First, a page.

Defining Online Music Piracy

So, what is online music piracy? According to Recording Industry Association of America (RIAA), if someone makes unauthorized copies of copyrighted music recordings by online, it would be considered as online music piracy. Nowadays, digital information can be downloaded easily, and they seem to be available everywhere on the Internet. However, the U.S. copyright law has clearly stated that it is prohibited to download or upload copyrighted music without permission (RIAA, 2011).

It is not really clear when people started downloading music. But downloading music was become famous in 1998 after Napster was released and created by Shawn Fanning. Napster was a software program that allowed people around the world to share each other’s music files for free. Within several days, Napster was downloaded and used by thousands of people. Later on, music industry thought that Napster caused the decrease in their revenue, and Napster pirated music. Eileen Richardson, Napster’s CEO in 1998, said that Napster did not violate any law since Napster did not actually host any music. However, music industry kept complaining about Napster. Then in 1999, RIAA sued Napster for facilitating music piracy that was followed by several litigation cases from musicians. Because of so many litigation cases, Napster changed the purpose of their business from offering a music file-sharing software program to offering an Internet music subscription service that sell legitimate online music (Funding Universe, 2011).

After Napster, a lot of software programs and websites are created that provide free music downloading, such as Pirate Bay, Limewire, BitTorrent, 4share, etc. People find it really easy to download and get music for free, which lead to the online music piracy dilemma.

Confessions of a Pirate – Part 3 (via The Digital Sea Cow)

It is true that legal fee is usually to high when it comes to case-by-case basis.

For more information: http://www.techdirt.com/articles/20100713/17400810200.shtml#comments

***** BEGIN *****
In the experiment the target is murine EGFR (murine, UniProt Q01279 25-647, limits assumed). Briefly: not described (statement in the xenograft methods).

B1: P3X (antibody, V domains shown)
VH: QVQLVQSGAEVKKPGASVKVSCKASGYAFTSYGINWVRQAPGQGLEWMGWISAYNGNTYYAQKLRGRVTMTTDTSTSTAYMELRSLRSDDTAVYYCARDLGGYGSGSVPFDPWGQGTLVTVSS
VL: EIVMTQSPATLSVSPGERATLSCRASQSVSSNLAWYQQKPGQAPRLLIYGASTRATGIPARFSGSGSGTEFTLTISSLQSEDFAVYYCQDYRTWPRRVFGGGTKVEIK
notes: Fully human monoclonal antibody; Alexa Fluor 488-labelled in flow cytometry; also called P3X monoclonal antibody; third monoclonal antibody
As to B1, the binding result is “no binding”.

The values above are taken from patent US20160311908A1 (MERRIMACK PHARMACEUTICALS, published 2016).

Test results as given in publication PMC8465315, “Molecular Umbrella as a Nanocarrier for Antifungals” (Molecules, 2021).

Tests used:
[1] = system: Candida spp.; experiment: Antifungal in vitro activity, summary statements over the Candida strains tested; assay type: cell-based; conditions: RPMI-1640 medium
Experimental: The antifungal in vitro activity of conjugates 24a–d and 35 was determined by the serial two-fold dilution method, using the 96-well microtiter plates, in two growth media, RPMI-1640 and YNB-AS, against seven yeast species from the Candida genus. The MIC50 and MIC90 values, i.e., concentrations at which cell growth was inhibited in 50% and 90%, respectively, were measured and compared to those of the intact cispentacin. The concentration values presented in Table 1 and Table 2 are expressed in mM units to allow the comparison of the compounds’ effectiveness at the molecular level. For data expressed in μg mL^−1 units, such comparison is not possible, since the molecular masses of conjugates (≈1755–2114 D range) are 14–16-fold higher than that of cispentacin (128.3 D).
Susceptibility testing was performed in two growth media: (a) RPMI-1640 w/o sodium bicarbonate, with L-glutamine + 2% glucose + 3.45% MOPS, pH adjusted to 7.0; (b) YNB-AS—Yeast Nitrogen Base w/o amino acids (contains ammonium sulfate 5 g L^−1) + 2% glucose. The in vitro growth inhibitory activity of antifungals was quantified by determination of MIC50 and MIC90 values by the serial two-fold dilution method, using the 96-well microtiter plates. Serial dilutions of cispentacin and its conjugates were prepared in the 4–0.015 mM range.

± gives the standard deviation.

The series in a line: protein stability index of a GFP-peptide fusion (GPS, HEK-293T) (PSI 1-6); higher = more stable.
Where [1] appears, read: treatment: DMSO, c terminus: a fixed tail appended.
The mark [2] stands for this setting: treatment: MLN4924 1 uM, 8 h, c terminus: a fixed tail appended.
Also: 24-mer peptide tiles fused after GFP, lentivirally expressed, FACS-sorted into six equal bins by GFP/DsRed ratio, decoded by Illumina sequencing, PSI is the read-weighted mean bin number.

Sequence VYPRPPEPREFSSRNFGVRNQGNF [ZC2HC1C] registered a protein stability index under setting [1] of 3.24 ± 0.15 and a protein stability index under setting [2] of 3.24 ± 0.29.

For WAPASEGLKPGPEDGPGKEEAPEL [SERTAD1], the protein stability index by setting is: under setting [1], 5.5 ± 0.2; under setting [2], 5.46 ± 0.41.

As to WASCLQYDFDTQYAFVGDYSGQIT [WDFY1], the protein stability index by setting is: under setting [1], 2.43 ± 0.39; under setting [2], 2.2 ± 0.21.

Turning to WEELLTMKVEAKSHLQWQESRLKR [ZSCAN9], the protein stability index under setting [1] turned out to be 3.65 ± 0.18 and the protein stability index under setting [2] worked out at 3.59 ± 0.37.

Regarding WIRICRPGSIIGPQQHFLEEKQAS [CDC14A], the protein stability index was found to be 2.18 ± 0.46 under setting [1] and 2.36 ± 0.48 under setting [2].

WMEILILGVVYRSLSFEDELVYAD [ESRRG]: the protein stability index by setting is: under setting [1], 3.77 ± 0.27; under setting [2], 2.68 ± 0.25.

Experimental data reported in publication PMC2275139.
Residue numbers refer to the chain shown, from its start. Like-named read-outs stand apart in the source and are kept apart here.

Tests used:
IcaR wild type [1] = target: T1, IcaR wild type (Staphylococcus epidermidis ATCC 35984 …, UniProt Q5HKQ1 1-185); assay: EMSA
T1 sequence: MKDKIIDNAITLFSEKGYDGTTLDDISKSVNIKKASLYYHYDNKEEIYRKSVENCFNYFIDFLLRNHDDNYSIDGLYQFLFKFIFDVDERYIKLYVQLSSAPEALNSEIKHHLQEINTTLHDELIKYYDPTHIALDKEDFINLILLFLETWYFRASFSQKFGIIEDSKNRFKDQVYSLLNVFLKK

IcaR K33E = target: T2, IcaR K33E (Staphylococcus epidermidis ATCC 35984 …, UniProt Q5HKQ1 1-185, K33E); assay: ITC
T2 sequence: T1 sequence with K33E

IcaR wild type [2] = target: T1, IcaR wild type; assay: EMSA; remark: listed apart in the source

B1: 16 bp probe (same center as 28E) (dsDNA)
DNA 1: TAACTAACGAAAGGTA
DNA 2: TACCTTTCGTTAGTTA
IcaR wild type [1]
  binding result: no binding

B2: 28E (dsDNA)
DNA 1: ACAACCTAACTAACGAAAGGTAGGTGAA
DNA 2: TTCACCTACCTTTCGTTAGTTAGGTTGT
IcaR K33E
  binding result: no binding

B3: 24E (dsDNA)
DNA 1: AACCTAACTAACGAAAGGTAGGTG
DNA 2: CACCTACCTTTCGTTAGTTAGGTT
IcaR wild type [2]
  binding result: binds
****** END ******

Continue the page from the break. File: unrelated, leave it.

Confessions of a Pirate - Part 3 Over-Zealous Enforcement and Legality It’s been a while since my last post in this series, but I feel that a posts on this topic require a bit more thought and planning than your every day blog entry. Last time we talked about the Monetization of Copyright Infringement, and I left you hanging regarding a pivotal part of the enforcement equation – is it legal? At first blush, this may seem like an absurd question. We are discussing the issue of pi … Read More

via The Digital Sea Cow

Internet Pirates (via Intercamp)

I could not agree with you more. It is alright to enjoy free music online unless people use those sound tracks to gain person benefits (such as burn to CDs and resell it).

Kevin Penny writer Call it file sharing or call it piracy, but the Internet has changed the way information is exchanged between people. Since Napster came onto the scene in 1999, peer-to-peer file sharing has been a blessing to every broke college student looking for new music. Although the peer-to-peer service was eventually shut down, the premise behind it has stuck with every other file-sharing service to date. Now young children growing up w … Read More

via Intercamp

Previous Older Entries

Enter your email address to follow this blog and receive notifications of new posts by email.

Join 18 other followers

%d bloggers like this: